Shelton says this church lawsuit is off base.

SHELTON: It's not a separation of church and state issue here. This is an issue of right or wrong and it is an issue of people's rights, even more so for the illegals. Who are they going to run to and say, well, look, we're only getting paid six dollars an hour with no insurance and it's all under the table?

ELLIOTT: On Birmingham talk radio station WAPI this week, one of the bill's sponsors, State Senator Scott Beason, disputed claims that the law will hinder Christian ministry.

Senator SCOTT BEASON: You can't do things to help people remain in the state illegally and that's a little different than going out and picking some kids up for vacation bible school.

ELLIOTT: A provision to exempt churches was removed for fear it would create a loophole for labor smugglers to claim they were on their way to revival. That's left a lot of ministers to navigate difficult terrain with their congregations.

ROBERT LANCASTER: I'm Robert Lancaster. I'm the pastor here at Elkmont United Methodist, a very evangelical, traditional, conservative congregation, by far.

ELLIOTT: On Tuesday nights, member Brian Williams leads a prayer group at the north Alabama church.

BRIAN WILLIAMS: We're a small country church, but we're doing big things for Jesus.

ELLIOTT: As he and Reverend Lancaster chat, Williams admits that news of the immigration lawsuit brought by his denomination and others comes as a surprise.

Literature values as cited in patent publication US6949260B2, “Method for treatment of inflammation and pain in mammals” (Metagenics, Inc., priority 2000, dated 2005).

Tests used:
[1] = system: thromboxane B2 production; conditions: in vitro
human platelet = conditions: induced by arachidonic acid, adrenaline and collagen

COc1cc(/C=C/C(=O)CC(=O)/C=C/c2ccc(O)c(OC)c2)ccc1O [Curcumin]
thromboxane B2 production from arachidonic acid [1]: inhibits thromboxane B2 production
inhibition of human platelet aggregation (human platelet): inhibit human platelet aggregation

WILLIAMS: I was not aware of that. I'm ashamed, but I wasn't.

LANCASTER: I hadn't exactly made that common knowledge because this is a very conservative congregation and from the comments that I've heard, I would say at least half this congregation, if not more, support the new law. So, not a discussion that I really wanted to have at this point.

ELLIOTT: Brian Williams says he supports the new law, especially in a time of economic uncertainty and state budget woes.

WILLIAMS: There can't continue to be a huge influx and a tax on the system that comes out of my paycheck because we just can't sustain it.

ELLIOTT: Still, Reverend Lancaster understands why the United Methodist bishop sued.

LANCASTER: You cannot tell a church that, if there's a man hungry out there, a family hungry out there, that they can't feed them just because they don't have a green card. That's not Christian.

ELLIOTT: The churches may get clarification on the law after a hearing tomorrow in Birmingham. A U.S. district judge is considering whether to stop the law from going into effect September 1st while all the legal challenges are sorted out.

Debbie Elliott, NPR News.

Copyright © 2011 NPR. All rights reserved. Visit our website terms of use and permissions pages at www.npr.org for further information.

NPR transcripts are created on a rush deadline by Verb8tm, Inc., an NPR contractor, and produced using a proprietary transcription process developed with NPR. This text may not be in its final form and may be updated or revised in the future. Accuracy and availability may vary. The authoritative record of NPR’s programming is the audio record.